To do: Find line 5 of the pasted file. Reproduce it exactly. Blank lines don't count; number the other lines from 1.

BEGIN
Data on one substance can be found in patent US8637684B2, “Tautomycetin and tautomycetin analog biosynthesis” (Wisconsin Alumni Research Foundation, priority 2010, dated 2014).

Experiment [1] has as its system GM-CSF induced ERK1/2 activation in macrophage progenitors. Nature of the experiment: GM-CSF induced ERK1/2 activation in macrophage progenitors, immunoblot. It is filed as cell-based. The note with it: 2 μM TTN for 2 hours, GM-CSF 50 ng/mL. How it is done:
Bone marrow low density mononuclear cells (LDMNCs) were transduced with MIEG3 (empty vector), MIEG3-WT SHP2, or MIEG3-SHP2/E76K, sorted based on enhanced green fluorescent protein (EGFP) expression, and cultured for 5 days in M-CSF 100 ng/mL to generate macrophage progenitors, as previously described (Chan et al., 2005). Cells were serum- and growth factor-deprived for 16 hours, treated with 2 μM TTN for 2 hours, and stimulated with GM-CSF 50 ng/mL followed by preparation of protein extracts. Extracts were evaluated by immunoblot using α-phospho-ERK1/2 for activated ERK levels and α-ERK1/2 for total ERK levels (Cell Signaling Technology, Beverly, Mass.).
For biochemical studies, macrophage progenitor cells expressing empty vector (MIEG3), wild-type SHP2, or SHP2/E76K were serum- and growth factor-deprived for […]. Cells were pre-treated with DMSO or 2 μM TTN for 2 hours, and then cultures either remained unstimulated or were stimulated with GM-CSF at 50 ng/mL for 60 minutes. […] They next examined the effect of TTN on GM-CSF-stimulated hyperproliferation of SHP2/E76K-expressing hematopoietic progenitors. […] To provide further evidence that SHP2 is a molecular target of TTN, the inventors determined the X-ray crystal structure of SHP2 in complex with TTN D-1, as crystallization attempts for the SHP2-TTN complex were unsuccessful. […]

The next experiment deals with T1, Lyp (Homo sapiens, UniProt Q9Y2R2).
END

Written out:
The next experiment deals with T1, Lyp (Homo sapiens, UniProt Q9Y2R2).